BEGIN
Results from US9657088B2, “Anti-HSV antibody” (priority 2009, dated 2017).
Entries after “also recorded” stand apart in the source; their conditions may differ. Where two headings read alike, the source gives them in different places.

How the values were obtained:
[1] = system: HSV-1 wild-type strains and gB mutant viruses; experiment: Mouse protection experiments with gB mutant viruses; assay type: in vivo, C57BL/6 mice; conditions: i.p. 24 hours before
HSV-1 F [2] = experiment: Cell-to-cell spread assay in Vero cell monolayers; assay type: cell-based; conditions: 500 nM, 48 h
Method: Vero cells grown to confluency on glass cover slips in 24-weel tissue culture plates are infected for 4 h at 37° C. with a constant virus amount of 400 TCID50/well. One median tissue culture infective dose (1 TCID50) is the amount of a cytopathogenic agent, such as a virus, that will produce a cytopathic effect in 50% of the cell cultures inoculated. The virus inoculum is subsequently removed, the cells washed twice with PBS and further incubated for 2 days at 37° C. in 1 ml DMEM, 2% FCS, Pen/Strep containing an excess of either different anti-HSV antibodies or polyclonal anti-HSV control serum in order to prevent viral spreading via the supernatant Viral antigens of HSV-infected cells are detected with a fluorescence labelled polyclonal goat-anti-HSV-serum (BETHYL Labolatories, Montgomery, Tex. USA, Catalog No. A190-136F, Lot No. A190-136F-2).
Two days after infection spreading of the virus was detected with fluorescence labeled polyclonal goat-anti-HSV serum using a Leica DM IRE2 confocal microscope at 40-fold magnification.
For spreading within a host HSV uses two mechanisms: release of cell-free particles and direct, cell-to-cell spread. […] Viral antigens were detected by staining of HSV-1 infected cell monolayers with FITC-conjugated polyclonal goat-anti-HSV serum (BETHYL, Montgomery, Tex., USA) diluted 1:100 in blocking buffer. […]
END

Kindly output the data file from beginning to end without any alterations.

Results from US9657088B2, “Anti-HSV antibody” (priority 2009, dated 2017).
Entries after “also recorded” stand apart in the source; their conditions may differ. Where two headings read alike, the source gives them in different places.

How the values were obtained:
[1] = system: HSV-1 wild-type strains and gB mutant viruses; experiment: Mouse protection experiments with gB mutant viruses; assay type: in vivo, C57BL/6 mice; conditions: i.p. 24 hours before
HSV-1 F [2] = experiment: Cell-to-cell spread assay in Vero cell monolayers; assay type: cell-based; conditions: 500 nM, 48 h
Method: Vero cells grown to confluency on glass cover slips in 24-weel tissue culture plates are infected for 4 h at 37° C. with a constant virus amount of 400 TCID50/well. One median tissue culture infective dose (1 TCID50) is the amount of a cytopathogenic agent, such as a virus, that will produce a cytopathic effect in 50% of the cell cultures inoculated. The virus inoculum is subsequently removed, the cells washed twice with PBS and further incubated for 2 days at 37° C. in 1 ml DMEM, 2% FCS, Pen/Strep containing an excess of either different anti-HSV antibodies or polyclonal anti-HSV control serum in order to prevent viral spreading via the supernatant Viral antigens of HSV-infected cells are detected with a fluorescence labelled polyclonal goat-anti-HSV-serum (BETHYL Labolatories, Montgomery, Tex. USA, Catalog No. A190-136F, Lot No. A190-136F-2).
Two days after infection spreading of the virus was detected with fluorescence labeled polyclonal goat-anti-HSV serum using a Leica DM IRE2 confocal microscope at 40-fold magnification.
For spreading within a host HSV uses two mechanisms: release of cell-free particles and direct, cell-to-cell spread. […] Viral antigens were detected by staining of HSV-1 infected cell monolayers with FITC-conjugated polyclonal goat-anti-HSV serum (BETHYL, Montgomery, Tex., USA) diluted 1:100 in blocking buffer. […]